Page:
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I am looking for a formula to calculate the coordinate transformations—let’s say for an accelerated moving frame or a rotating frame. I would be very happy if you could quote a book or PDF that contains that formula.

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    $\begingroup$ en.wikipedia.org/wiki/Rindler_coordinates $\endgroup$ – Charlie Jun 15 at 19:48
  • $\begingroup$ Related: What is the proper way to explain the twin paradox?. John Rennie derives a formula for time dilation in non-inertial frames; it is not a transformation though. $\endgroup$ – Jonas Jun 15 at 20:26
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    $\begingroup$ To clarify: What do you mean by frame? In this context, the word frame typically refers to a coord system that has somehow been associated with particular observer(s), but in general, coord systems have nothing to do with observers. Coord systems and observers are separate concepts, unfortunately conflated with each other in some introductions to special relativity. We can use one coord system (e.g., Minkowski) for all observers. The only reason to switch is for convenience. Are you asking which coord systems might be more convenient for scenarios involving accelerating/rotating observers? $\endgroup$ – Chiral Anomaly Jun 16 at 1:08
  • $\begingroup$ @ChiralAnomaly This is the problem, I am trying to solve. We have 2 observers. There is a constant acceleration between both observers. Observer 1 sees a particle moving with a trajectory of x(t). Which trajectory will see observer 2? $\endgroup$ – Jorge Ramirez Jun 16 at 16:33
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To transform between coordinate systems you need to be able to express the new coordinates $(t', x', y', z')$ in terms of the original coordinates $(t, x, y, z)$. There's no general formula for this, it entirely depends on how the coordinate systems are related: that is, in general $t'$ is a function of all of $t, x, y, z$ and it need not even be a linear function (e.g. when going from Cartesian coordinates to polar coordinates).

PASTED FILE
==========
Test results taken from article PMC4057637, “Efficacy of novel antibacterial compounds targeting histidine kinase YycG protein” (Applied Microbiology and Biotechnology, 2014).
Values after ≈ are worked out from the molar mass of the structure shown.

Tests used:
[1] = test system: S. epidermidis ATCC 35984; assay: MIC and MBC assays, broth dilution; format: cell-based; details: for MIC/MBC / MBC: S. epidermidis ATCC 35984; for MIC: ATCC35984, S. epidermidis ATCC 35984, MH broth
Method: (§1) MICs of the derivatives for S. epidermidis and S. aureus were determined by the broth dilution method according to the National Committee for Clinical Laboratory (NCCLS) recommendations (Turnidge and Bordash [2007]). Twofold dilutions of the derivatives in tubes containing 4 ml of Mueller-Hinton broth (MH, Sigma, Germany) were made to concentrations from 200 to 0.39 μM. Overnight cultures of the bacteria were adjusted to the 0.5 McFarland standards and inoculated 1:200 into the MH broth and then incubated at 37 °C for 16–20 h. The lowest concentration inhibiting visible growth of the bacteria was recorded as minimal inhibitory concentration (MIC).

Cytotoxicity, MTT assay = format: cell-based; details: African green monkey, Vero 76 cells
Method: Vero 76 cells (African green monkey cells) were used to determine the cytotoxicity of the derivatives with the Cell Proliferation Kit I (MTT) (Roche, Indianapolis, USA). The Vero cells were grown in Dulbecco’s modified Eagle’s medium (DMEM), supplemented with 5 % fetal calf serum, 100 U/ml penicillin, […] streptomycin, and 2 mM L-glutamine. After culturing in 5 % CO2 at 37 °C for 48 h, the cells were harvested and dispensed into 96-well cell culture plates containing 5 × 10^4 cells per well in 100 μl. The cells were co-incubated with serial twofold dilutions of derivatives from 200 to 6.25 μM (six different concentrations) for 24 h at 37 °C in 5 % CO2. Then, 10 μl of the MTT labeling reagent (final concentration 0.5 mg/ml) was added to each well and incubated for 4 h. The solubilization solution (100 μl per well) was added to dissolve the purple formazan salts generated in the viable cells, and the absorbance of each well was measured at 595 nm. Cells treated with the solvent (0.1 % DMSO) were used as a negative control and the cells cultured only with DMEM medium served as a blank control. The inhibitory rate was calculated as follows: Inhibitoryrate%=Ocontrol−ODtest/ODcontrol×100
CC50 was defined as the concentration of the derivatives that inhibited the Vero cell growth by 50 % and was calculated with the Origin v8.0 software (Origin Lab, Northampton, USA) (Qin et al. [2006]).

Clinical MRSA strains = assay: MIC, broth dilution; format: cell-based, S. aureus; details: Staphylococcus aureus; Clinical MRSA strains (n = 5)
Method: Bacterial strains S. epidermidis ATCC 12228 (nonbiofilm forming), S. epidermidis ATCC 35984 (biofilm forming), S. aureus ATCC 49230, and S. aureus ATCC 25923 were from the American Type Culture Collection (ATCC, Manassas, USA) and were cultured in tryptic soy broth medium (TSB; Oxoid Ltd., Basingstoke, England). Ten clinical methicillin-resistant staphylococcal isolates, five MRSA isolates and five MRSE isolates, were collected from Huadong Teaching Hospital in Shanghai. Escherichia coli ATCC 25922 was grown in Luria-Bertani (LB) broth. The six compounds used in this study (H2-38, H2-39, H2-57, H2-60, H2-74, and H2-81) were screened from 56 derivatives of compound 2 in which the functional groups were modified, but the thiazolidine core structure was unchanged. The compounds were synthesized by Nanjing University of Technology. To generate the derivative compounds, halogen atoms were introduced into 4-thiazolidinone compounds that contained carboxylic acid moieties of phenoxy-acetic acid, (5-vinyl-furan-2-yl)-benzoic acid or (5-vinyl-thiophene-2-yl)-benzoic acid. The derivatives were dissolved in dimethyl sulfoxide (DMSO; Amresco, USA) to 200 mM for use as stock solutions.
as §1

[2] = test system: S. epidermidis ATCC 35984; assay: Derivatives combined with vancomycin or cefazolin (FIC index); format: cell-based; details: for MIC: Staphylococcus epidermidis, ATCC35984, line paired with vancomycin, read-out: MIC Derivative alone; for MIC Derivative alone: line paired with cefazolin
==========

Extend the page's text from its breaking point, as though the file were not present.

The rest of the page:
The Lorentz transformation is a particularly simple case (it corresponds to a kind of rotation in spacetime). But if either coordinate system is non-inertial then the transformations in general become more complicated, e.g. for rotating coordinate systems you're dealing with polar coordinates that vary with time. Convenient coordinate systems have been developed for a few of these special cases (Born coordinates for rotating frames, Rindler coordinates for linearly accelerating frames) but for the general case you have to do the hard work of explicitly defining coordinates for the non-inertial frame in terms of some other easier to handle coordinate system.

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There isn't one. Lorentz transformations deal with boosts and rotations of four-vectors. There is no acceleration parameter involved in defining the transformation. If such a transformation exists, it won't be called Lorentz.

However, nobody stopped us from Lorentz transforming from a frame with velocity $v$ to a frame with velocity $v+dv$ - the change is too small, we can hop. But if you keep hopping, you can reach the accelerating frame. This is essentially what we do in a derivation of Rindler coordinates. However, even that involves successive Lorentz transformations between intermediate frames (separated differentially) to transform into the non-inertial one - there is no one big transform, to my knowledge.

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  • $\begingroup$ In that case would it make sense to replace the ∆ with differentials, which would lead to dt‘=γ(t)(dt-v(t)/c^2*dx) and dx‘=γ(t)(dx-v(t)dt)?? $\endgroup$ – Jorge Ramirez Jun 15 at 23:32

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